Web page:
Three into Two – Part I

So I have not given up on my last story, but I am giving it some more time to rest. Tonight I met David Leavitt, who is a huge inspiration for me as a writer. He read a chapter from a book he is working on, and in it there was a quote of “Three into Two won’t Go” which is apparently a reference to a movie. I thought it was a quote from Lewis Carrol’s Alice, but I don’t think I am right. Anyway, it got me thinking about a story. I started it tonight, and although it is  a slow beginning I am wanting to just set the scene. I hope to continue writing this story, but who knows. Maybe if someone thinks it deserves more exploration. Comments?


The moment before I knocked on their door was the last time I was alone. I remember it so clearly. It was May of 2004 on a sunny spring afternoon just outside Newport Tennessee. Tommy and Art’s house resembled an English Tudor style home, with large stones all around the first floor of the house, and exposed beams on the upper level. The front door was made oak and had eight small geometric squares placed symmetrically two by two down it. In the center was a faded bronze door knocker, which I looked at for a few minutes pondering whether to announce myself as having arrived or to simply turn away.

Newport was a little over 3 hours drive from my dorm room at Vanderbilt, and, although I had already graduated, the room was still mine till the end of the summer. I stretched my arms above my head, exhausted from the drive, but I was almost convinced to simply turn around and go home. I knew why I had come, but I did not know if I could tell them that. Instead I had decided to veil my true reason, and had invented and rehearsed the perfect reason for me to call on them without notice. I was simply up for the weekend, having come to see an old friend of my parents, and that I had hoped to call on their offer for hospitality if I was ever in the area. I would see where that night took me, and I was certain Tommy and Art’s behavior would give me my answer by morning. Then I would have to decide whether or not to stay or go.

The door knocker seemed so too harsh for me to announce my presence, and although I always seemed to bruise my knuckles when I knocked on doors, I always felt it was a more polite to do so. I rapped on the door four short times, and felt the sharp pain flare in my knuckles for a few brief seconds. I looked down to examine them, and once the door opened I saw the faces of love of my life.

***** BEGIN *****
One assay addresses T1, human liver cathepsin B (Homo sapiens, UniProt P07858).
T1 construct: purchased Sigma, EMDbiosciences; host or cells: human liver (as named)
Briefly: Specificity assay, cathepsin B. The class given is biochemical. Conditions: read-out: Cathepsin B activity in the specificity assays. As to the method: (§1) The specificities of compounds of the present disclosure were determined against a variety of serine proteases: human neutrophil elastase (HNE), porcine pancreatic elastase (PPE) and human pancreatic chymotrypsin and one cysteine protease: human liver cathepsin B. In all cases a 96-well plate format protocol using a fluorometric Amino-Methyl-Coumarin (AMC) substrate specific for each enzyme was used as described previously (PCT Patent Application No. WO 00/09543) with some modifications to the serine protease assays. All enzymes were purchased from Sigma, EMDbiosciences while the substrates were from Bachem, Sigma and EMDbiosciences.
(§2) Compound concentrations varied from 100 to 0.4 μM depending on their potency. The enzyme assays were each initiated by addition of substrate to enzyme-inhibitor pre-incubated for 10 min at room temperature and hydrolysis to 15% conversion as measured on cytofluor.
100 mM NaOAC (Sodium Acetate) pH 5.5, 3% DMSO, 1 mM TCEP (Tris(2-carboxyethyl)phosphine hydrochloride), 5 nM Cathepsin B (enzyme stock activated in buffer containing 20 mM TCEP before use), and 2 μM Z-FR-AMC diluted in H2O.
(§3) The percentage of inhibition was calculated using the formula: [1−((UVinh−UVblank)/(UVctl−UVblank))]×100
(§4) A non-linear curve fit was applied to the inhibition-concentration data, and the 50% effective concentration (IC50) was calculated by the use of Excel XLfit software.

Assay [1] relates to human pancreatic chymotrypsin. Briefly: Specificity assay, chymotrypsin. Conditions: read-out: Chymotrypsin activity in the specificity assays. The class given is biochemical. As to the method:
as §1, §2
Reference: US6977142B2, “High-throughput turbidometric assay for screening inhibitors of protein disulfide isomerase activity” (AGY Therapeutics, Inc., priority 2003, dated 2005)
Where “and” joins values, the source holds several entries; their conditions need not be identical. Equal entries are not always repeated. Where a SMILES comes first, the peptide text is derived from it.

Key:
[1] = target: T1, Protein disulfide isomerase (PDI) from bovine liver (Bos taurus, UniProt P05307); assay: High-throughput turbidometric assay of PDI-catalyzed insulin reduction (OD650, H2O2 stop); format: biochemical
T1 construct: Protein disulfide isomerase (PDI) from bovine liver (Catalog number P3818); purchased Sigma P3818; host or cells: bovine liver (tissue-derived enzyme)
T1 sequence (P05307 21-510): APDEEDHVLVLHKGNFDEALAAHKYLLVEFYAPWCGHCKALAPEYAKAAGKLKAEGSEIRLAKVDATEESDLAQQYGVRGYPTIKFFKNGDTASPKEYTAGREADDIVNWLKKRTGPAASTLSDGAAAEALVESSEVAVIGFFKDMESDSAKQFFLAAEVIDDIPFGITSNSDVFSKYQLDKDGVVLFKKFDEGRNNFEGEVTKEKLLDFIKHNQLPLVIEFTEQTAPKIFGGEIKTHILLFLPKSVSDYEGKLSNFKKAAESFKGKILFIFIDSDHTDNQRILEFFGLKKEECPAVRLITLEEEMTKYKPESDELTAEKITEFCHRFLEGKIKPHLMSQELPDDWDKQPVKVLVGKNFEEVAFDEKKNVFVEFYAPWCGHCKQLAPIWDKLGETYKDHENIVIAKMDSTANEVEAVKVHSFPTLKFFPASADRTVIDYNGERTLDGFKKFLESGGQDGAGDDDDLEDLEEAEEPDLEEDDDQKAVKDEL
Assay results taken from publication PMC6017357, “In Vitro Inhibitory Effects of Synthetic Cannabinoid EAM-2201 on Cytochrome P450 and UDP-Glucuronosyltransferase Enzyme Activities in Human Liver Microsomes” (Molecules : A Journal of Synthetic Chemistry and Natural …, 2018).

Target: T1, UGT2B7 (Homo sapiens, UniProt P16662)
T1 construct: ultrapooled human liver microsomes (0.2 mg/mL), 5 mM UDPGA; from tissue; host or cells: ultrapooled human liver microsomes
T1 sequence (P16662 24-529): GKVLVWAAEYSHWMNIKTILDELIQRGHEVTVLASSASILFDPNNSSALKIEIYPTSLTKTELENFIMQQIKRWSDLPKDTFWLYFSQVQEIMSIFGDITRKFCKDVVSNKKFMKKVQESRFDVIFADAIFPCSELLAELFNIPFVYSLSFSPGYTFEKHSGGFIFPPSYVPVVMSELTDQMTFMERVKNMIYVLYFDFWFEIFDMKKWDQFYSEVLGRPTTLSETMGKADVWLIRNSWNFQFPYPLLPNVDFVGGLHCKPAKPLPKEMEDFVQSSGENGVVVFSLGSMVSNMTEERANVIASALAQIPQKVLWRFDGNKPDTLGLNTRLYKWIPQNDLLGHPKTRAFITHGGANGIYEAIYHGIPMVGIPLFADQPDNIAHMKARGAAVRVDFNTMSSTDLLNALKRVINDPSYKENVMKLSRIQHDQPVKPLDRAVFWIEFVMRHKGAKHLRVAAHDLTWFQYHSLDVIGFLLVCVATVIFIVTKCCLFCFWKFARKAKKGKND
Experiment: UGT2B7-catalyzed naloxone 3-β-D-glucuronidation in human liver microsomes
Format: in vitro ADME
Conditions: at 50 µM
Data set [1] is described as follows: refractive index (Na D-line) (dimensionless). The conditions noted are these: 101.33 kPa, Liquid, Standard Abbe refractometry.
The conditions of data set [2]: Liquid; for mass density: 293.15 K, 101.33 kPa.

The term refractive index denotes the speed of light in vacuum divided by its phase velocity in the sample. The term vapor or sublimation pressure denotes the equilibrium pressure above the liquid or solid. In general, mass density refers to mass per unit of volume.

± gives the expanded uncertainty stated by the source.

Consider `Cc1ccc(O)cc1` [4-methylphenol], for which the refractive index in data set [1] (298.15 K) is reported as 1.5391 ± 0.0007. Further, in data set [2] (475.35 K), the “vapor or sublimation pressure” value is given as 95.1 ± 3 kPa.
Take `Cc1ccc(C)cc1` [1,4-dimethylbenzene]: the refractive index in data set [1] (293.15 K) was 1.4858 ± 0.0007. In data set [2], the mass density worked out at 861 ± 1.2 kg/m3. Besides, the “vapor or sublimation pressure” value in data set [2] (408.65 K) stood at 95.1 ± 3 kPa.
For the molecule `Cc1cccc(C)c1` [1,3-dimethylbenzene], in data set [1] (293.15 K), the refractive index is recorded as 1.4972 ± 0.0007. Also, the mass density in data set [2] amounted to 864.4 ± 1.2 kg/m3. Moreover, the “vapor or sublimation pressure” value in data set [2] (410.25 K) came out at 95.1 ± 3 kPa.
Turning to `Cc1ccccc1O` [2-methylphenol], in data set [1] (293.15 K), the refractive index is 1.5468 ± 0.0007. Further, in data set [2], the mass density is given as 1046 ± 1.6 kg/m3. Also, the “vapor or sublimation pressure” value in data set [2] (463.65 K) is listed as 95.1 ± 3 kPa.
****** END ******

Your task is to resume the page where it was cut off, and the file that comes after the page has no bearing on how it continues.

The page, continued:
I had first met Tommy and Art in October. I was in a production of “Company” at Vanderbilt, playing the lead. I had worked so hard the previous summer preparing for the auditions. I knew each line and note even before the first day of rehearsal, and yet when opening night came I was still nervous. It was a magical night, and after the show was over I still remember the applause. My friends and family roared louder than the rest of the entire audience when it came time for me to take the final bow. However, I knew no one the next night of the show, and yet when my final bow came I heard a slight raise in volume, and there they were. Art and Tommy where clapping so furiously their arms waved as fast as hummingbirds wings, and it was then that I knew I had truly done well in the show. After the show Tommy and Art had come up to me like many of the other audience members and congratulated me on a job well done. I smiled and thanked them for their vigorous applause, and shortly retired backstage to reset my props and gather my things. I am normally the last actor to leave the theatre, not for any good reason, I just generally take my time hanging up costumes and such. It is because I take such a long time that I almost screamed when I saw that Art and Tommy had waited for me in the lobby.